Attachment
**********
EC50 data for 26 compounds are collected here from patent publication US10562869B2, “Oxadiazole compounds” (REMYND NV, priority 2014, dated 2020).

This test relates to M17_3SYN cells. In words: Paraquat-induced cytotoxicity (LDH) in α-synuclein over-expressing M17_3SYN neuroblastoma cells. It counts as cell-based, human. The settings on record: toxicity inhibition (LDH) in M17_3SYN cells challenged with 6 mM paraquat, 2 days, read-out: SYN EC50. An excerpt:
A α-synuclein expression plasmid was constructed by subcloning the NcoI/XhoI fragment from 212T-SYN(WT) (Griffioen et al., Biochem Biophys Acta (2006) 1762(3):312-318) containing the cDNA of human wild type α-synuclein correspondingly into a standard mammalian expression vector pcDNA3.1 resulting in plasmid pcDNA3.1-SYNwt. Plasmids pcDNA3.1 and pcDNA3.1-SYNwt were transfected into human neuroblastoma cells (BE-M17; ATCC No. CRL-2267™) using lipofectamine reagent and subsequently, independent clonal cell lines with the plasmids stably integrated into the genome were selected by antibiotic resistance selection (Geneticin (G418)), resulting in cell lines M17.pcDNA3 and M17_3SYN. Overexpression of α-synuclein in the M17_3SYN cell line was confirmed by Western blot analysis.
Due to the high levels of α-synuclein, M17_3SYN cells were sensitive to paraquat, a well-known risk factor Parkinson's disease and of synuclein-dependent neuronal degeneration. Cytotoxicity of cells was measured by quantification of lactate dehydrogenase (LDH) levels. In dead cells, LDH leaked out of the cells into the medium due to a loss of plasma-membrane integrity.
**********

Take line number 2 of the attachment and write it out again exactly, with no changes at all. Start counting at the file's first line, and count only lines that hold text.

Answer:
This test relates to M17_3SYN cells. In words: Paraquat-induced cytotoxicity (LDH) in α-synuclein over-expressing M17_3SYN neuroblastoma cells. It counts as cell-based, human. The settings on record: toxicity inhibition (LDH) in M17_3SYN cells challenged with 6 mM paraquat, 2 days, read-out: SYN EC50. An excerpt: